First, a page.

Once you finish writing an email and hit send, you expect a reply. We all do! However, it isn’t always the case.

At Teachlr we send hundreds of different types of emails everyday to potential teachers, users, affiliates, business partners, media representatives and among our own team. This has allowed us to figure out what incentivizes a response and what simply doesn’t work. Now we’re happy to share our tips to write effective emails with you.

  1. Stop and think first: It’s important to optimize your time, so avoid over-doing if there are easier ways to handle a situation. If you consider that a certain matter can be solved face-to-face or with a quick phone call, just step away from your computer and talk it out.
  2. To the point: What happens when you open an extremely long email composed of multiple thick paragraphs? Unless it is about something urgent, you’ll probably close it and try to read it again later. Most definitely you won’t respond right away. Divide your information in paragraphs of three lines or less, and just write concisely what you need to communicate -not more.
  3. Adapt: You’re writing an email, not an essay, less a novel. Use a straightforward language and adapt the style to the person who’s receiving your message. If it’s a co-worker, it can be casually written; if it’s a possible client, be formal, but concise.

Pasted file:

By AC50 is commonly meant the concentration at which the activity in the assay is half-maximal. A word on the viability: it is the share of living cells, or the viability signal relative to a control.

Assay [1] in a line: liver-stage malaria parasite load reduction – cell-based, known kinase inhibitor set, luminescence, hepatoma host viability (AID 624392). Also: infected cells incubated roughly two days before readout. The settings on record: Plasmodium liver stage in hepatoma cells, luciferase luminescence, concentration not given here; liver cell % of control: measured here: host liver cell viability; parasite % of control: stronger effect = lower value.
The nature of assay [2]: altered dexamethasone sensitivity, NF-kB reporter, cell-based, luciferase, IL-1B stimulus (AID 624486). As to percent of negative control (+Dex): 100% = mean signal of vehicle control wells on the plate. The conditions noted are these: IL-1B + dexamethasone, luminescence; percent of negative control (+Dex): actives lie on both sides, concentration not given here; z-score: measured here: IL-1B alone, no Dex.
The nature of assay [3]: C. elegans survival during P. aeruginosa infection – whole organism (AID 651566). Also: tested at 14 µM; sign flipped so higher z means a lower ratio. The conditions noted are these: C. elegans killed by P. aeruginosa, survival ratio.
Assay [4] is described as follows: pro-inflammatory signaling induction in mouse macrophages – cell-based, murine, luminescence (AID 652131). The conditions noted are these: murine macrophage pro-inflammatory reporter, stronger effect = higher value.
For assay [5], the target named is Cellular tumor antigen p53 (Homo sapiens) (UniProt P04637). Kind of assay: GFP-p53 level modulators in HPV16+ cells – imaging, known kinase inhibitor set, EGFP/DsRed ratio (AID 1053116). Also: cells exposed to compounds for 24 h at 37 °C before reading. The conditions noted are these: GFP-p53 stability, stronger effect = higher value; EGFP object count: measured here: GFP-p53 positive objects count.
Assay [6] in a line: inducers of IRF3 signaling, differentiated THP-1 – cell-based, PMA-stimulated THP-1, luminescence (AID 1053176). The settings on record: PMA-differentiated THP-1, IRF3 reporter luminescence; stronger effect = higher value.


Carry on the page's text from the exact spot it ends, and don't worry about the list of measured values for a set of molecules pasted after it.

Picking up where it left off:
4. Think out your title: The title contains the first words that will be read, so you have to guarantee the main idea is clearly transmitted. Ask yourself what you want your reader to understand and summarize that message in just a few characters. Don’t worry about length; according to Yesware, it shouldn’t bother you so much. What has worked for us is saying who’s writing and why. For example, this is the title of an email for a user who has requested to solve an issue in his/her account: I’m Natalia from Teachlr. Problem solved!
  5. Structure is key: What you decide to say first really counts to write effective emails. Make sure you attract the interest of your reader with the first few lines and continue to elaborate your message assertively. The structure that has worked for us has been:
    1. Introduction: Say who you are and where you’re writing from.
    2. Content: State what you want; why you need the reader to be involved; and what you expect the reader to do next (the well-known Call To Action). If applicable, you can also add information, which would serve as evidence proving your goals are attainable.
    3. Conclusion: Give contact information, express you’re looking forward to connect and say thanks.

There you go, a simple and helpful checklist to write effective emails. One last piece of advice: Put yourself in the reader’s place and always remember, be authentic in every text you write. If you are sincere and are communicating something meaningful, then people will respond.

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